“Jeff, what does Day Two look like?”
Amazon CEO Jeff Bezos begins a recent letter to the shareholders with this question. His answer is simple: “Day 2 is stasis. Followed by irrelevance. Followed by excruciating, painful decline. Followed by death. And that is why it is always Day 1.”
The excitement surrounding Amazon’s search for a location for its second headquarters is about more and better jobs, a way to keep talent from having to move elsewhere for better opportunities and a vibrant, thriving economy — and it’s also about this “Day 1” thinking that Amazon is known for.
A spirit of determination that is always focused on pushing the boundaries of innovation to make our lives easier and better.
When we talk about HQ2, we’re also talking about Amazon finding a new home that embraces change, innovation and reinvention. A region that knows the future has arrived.
Miami is that place. Making the Top 20 list puts to rest any doubts about our region’s capacity to support innovation.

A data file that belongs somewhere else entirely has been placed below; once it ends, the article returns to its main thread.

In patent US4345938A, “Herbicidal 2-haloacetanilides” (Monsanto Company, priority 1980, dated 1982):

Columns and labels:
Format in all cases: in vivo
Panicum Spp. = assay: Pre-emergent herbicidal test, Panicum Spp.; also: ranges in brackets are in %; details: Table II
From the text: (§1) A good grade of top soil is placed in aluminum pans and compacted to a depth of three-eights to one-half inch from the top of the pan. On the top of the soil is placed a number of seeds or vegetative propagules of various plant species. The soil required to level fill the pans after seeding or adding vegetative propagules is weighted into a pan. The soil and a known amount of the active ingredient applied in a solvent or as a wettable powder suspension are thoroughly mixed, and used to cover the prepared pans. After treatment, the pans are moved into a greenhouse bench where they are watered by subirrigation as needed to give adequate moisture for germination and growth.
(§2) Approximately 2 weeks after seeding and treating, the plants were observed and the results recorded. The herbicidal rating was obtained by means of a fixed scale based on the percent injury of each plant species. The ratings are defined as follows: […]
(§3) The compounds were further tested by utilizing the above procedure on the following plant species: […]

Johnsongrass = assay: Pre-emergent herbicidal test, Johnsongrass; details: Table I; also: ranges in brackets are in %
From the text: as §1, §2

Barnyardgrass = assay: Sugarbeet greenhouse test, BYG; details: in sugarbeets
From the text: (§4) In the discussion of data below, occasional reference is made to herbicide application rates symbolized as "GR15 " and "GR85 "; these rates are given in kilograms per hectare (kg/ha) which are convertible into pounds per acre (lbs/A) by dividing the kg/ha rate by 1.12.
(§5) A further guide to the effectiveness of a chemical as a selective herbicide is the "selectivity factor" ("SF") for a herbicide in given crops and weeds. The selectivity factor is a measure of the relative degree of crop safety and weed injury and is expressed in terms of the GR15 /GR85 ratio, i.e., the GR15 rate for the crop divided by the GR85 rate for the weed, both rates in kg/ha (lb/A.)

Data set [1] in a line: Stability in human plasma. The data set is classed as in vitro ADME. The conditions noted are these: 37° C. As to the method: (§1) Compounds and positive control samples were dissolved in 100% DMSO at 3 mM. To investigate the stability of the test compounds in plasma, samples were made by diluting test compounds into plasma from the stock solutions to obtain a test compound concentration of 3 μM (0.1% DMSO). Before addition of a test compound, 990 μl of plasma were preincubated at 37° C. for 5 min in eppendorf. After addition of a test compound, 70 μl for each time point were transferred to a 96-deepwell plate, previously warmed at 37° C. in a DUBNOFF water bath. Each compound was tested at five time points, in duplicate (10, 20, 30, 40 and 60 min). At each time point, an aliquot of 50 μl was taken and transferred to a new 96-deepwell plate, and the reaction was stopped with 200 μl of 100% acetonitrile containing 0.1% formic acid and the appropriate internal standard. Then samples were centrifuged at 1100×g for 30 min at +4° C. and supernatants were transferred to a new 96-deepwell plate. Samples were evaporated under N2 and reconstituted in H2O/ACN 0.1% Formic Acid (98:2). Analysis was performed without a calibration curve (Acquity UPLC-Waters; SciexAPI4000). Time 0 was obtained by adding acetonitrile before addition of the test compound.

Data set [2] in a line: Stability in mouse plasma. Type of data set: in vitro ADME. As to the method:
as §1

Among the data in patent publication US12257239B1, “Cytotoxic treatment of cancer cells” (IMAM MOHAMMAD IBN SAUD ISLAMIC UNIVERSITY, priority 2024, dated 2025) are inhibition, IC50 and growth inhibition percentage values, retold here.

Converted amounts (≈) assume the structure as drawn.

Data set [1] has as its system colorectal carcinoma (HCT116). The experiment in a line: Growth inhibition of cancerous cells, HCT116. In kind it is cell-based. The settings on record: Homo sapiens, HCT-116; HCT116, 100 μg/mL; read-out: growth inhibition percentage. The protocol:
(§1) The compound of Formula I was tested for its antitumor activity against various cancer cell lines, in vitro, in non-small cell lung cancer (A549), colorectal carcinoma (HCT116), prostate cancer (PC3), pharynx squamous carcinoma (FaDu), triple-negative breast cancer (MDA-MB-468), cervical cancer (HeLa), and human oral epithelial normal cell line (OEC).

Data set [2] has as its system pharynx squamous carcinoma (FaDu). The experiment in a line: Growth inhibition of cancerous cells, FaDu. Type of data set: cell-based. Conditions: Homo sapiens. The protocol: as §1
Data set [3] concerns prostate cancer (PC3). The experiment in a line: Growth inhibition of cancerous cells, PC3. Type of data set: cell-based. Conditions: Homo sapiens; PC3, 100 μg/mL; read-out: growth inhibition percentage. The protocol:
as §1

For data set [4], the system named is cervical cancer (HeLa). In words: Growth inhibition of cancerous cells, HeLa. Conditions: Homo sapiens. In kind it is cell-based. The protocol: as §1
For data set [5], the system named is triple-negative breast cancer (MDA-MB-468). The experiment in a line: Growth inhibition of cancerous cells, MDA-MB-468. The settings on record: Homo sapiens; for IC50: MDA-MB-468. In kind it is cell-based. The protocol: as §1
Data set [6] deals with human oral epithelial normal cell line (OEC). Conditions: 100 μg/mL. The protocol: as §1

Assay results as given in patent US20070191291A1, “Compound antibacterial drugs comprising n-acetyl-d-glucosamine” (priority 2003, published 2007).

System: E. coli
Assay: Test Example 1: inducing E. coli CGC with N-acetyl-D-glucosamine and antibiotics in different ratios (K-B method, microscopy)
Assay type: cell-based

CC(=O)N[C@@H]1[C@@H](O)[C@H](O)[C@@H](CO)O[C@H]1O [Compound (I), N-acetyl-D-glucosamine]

It is a true indication that South Florida is an incredible cluster of talent — and a great investment. I believe that in many ways, geography is destiny.
That has never been more true. We are the gateway to the Americas, we have a thriving start-up ecosystem and an ever-growing creative economy.
Also, we have an outstanding, thriving and collaborative educational ecosystem. Colleges and universities in Miami-Dade, Broward and Palm Beach counties go above and beyond.
Among our institutions of higher education, both Florida International University and University of Miami have achieved Carnegie R1 classification for highest research activity.
In South Florida, Amazon will find two medical schools, highly ranked business and law programs, innovative incubators such as StartUP FIU and engineering talent that is hard at work pushing the boundaries of science with multiple patents every year.
Read Rosenberg’s op-ed in its entirety on the Miami Herald website.